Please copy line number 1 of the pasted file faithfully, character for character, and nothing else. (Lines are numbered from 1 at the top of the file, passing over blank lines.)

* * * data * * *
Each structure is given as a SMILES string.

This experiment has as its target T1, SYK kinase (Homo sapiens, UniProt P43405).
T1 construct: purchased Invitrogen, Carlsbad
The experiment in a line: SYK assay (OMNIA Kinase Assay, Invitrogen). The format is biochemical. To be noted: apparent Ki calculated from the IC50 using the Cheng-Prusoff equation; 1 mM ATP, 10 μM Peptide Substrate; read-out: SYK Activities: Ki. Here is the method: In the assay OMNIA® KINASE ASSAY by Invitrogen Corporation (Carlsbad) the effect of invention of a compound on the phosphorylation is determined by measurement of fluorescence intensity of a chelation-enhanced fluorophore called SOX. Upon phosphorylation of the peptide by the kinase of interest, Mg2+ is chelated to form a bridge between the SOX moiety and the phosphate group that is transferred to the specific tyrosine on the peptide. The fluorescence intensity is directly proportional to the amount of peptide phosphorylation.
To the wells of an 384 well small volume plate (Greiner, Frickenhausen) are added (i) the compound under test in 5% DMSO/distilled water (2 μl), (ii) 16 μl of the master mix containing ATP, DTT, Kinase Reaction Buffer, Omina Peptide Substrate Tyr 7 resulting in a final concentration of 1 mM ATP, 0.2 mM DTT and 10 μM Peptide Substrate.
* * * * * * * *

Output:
Each structure is given as a SMILES string.